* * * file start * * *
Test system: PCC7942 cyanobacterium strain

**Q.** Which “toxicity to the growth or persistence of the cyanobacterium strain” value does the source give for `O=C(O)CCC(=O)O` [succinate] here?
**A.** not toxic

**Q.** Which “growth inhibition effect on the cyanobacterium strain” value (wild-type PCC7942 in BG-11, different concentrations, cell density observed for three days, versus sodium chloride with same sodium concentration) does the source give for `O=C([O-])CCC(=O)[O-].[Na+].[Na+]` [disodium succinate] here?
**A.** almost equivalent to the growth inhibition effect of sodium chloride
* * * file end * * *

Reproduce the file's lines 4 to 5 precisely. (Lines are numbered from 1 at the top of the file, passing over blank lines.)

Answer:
**Q.** Which “growth inhibition effect on the cyanobacterium strain” value (wild-type PCC7942 in BG-11, different concentrations, cell density observed for three days, versus sodium chloride with same sodium concentration) does the source give for `O=C([O-])CCC(=O)[O-].[Na+].[Na+]` [disodium succinate] here?
**A.** almost equivalent to the growth inhibition effect of sodium chloride